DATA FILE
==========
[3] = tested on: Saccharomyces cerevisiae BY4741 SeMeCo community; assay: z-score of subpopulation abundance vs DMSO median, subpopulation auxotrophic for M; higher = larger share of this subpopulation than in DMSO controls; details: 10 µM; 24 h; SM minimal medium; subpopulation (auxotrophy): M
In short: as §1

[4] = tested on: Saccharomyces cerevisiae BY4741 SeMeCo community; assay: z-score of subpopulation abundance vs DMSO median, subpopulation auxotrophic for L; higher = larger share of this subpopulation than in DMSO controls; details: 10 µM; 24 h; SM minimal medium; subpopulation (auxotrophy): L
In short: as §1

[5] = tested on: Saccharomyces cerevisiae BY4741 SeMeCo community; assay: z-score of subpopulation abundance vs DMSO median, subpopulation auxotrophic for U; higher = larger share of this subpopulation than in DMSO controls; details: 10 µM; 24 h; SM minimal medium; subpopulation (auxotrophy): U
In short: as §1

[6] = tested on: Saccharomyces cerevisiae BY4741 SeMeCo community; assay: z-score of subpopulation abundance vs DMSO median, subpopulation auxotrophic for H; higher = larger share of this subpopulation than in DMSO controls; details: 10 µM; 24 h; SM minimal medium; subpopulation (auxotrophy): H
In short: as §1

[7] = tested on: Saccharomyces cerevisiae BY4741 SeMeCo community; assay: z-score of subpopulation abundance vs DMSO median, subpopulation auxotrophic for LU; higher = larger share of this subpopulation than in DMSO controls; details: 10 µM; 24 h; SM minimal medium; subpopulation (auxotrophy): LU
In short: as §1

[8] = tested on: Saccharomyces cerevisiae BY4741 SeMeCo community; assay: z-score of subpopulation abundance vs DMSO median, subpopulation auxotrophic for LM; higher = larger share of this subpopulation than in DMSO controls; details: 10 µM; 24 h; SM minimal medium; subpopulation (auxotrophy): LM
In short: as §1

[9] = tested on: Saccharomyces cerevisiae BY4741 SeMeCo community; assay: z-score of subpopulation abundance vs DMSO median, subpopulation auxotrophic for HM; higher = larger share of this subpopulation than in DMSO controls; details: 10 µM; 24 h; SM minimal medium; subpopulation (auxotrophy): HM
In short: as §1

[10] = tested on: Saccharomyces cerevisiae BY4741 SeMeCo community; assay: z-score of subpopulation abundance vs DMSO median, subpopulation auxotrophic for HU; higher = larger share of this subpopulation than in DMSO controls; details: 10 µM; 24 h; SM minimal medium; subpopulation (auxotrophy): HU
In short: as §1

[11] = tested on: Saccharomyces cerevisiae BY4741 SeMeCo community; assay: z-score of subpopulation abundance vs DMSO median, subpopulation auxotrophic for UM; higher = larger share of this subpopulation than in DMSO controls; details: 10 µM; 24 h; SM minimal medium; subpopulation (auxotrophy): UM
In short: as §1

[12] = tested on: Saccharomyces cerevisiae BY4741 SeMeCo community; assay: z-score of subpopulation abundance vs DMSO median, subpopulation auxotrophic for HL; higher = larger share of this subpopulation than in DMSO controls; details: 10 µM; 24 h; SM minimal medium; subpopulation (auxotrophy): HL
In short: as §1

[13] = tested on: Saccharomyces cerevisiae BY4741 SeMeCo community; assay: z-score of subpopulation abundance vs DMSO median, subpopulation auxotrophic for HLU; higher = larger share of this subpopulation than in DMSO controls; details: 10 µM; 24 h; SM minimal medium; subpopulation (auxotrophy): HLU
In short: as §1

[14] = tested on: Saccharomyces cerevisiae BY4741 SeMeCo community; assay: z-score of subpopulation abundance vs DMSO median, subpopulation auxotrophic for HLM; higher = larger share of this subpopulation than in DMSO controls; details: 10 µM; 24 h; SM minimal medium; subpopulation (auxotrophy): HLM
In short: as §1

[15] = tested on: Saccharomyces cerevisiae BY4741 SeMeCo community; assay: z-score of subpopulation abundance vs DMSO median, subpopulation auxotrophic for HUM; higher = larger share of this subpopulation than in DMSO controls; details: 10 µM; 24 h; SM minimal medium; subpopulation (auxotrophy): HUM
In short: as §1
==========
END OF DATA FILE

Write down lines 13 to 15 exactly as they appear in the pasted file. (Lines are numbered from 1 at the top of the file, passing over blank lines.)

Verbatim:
[9] = tested on: Saccharomyces cerevisiae BY4741 SeMeCo community; assay: z-score of subpopulation abundance vs DMSO median, subpopulation auxotrophic for HM; higher = larger share of this subpopulation than in DMSO controls; details: 10 µM; 24 h; SM minimal medium; subpopulation (auxotrophy): HM
In short: as §1

[10] = tested on: Saccharomyces cerevisiae BY4741 SeMeCo community; assay: z-score of subpopulation abundance vs DMSO median, subpopulation auxotrophic for HU; higher = larger share of this subpopulation than in DMSO controls; details: 10 µM; 24 h; SM minimal medium; subpopulation (auxotrophy): HU